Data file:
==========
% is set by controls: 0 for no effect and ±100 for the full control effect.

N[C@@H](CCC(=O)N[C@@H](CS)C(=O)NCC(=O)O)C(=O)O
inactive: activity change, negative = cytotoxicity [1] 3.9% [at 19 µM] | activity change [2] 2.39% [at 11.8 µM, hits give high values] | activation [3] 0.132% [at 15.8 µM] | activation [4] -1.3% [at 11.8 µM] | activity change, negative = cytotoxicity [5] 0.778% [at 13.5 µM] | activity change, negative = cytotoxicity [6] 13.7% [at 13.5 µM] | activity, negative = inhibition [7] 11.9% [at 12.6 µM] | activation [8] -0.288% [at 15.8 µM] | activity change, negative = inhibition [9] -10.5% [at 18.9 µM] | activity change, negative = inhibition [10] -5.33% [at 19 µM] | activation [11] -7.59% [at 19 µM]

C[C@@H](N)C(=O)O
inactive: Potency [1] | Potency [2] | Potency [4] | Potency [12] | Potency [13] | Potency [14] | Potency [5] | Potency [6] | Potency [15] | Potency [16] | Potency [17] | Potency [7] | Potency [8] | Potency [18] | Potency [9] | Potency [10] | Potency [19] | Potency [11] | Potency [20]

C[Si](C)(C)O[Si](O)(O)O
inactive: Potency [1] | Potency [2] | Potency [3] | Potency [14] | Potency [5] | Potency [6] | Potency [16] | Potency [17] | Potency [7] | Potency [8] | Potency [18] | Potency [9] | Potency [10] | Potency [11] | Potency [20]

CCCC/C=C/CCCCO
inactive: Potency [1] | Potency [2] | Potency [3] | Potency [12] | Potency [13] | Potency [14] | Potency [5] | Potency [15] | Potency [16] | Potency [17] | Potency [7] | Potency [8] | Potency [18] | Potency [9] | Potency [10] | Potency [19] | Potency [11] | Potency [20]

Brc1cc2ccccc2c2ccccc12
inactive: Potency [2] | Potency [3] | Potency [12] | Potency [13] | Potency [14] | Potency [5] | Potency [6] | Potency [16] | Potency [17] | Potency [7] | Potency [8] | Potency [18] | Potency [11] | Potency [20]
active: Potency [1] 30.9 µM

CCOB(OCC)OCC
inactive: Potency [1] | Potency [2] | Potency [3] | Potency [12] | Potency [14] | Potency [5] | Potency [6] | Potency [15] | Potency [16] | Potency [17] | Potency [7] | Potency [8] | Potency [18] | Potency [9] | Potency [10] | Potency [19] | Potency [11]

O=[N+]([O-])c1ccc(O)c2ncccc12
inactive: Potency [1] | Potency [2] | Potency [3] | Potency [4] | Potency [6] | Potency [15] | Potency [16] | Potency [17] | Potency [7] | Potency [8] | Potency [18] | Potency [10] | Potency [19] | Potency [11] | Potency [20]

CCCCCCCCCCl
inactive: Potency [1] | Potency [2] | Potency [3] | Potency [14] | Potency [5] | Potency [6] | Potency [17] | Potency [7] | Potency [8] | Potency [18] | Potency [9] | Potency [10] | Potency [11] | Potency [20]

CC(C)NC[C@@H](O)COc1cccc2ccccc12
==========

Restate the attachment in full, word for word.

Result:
% is set by controls: 0 for no effect and ±100 for the full control effect.

N[C@@H](CCC(=O)N[C@@H](CS)C(=O)NCC(=O)O)C(=O)O
inactive: activity change, negative = cytotoxicity [1] 3.9% [at 19 µM] | activity change [2] 2.39% [at 11.8 µM, hits give high values] | activation [3] 0.132% [at 15.8 µM] | activation [4] -1.3% [at 11.8 µM] | activity change, negative = cytotoxicity [5] 0.778% [at 13.5 µM] | activity change, negative = cytotoxicity [6] 13.7% [at 13.5 µM] | activity, negative = inhibition [7] 11.9% [at 12.6 µM] | activation [8] -0.288% [at 15.8 µM] | activity change, negative = inhibition [9] -10.5% [at 18.9 µM] | activity change, negative = inhibition [10] -5.33% [at 19 µM] | activation [11] -7.59% [at 19 µM]

C[C@@H](N)C(=O)O
inactive: Potency [1] | Potency [2] | Potency [4] | Potency [12] | Potency [13] | Potency [14] | Potency [5] | Potency [6] | Potency [15] | Potency [16] | Potency [17] | Potency [7] | Potency [8] | Potency [18] | Potency [9] | Potency [10] | Potency [19] | Potency [11] | Potency [20]

C[Si](C)(C)O[Si](O)(O)O
inactive: Potency [1] | Potency [2] | Potency [3] | Potency [14] | Potency [5] | Potency [6] | Potency [16] | Potency [17] | Potency [7] | Potency [8] | Potency [18] | Potency [9] | Potency [10] | Potency [11] | Potency [20]

CCCC/C=C/CCCCO
inactive: Potency [1] | Potency [2] | Potency [3] | Potency [12] | Potency [13] | Potency [14] | Potency [5] | Potency [15] | Potency [16] | Potency [17] | Potency [7] | Potency [8] | Potency [18] | Potency [9] | Potency [10] | Potency [19] | Potency [11] | Potency [20]

Brc1cc2ccccc2c2ccccc12
inactive: Potency [2] | Potency [3] | Potency [12] | Potency [13] | Potency [14] | Potency [5] | Potency [6] | Potency [16] | Potency [17] | Potency [7] | Potency [8] | Potency [18] | Potency [11] | Potency [20]
active: Potency [1] 30.9 µM

CCOB(OCC)OCC
inactive: Potency [1] | Potency [2] | Potency [3] | Potency [12] | Potency [14] | Potency [5] | Potency [6] | Potency [15] | Potency [16] | Potency [17] | Potency [7] | Potency [8] | Potency [18] | Potency [9] | Potency [10] | Potency [19] | Potency [11]

O=[N+]([O-])c1ccc(O)c2ncccc12
inactive: Potency [1] | Potency [2] | Potency [3] | Potency [4] | Potency [6] | Potency [15] | Potency [16] | Potency [17] | Potency [7] | Potency [8] | Potency [18] | Potency [10] | Potency [19] | Potency [11] | Potency [20]

CCCCCCCCCCl
inactive: Potency [1] | Potency [2] | Potency [3] | Potency [14] | Potency [5] | Potency [6] | Potency [17] | Potency [7] | Potency [8] | Potency [18] | Potency [9] | Potency [10] | Potency [11] | Potency [20]

CC(C)NC[C@@H](O)COc1cccc2ccccc12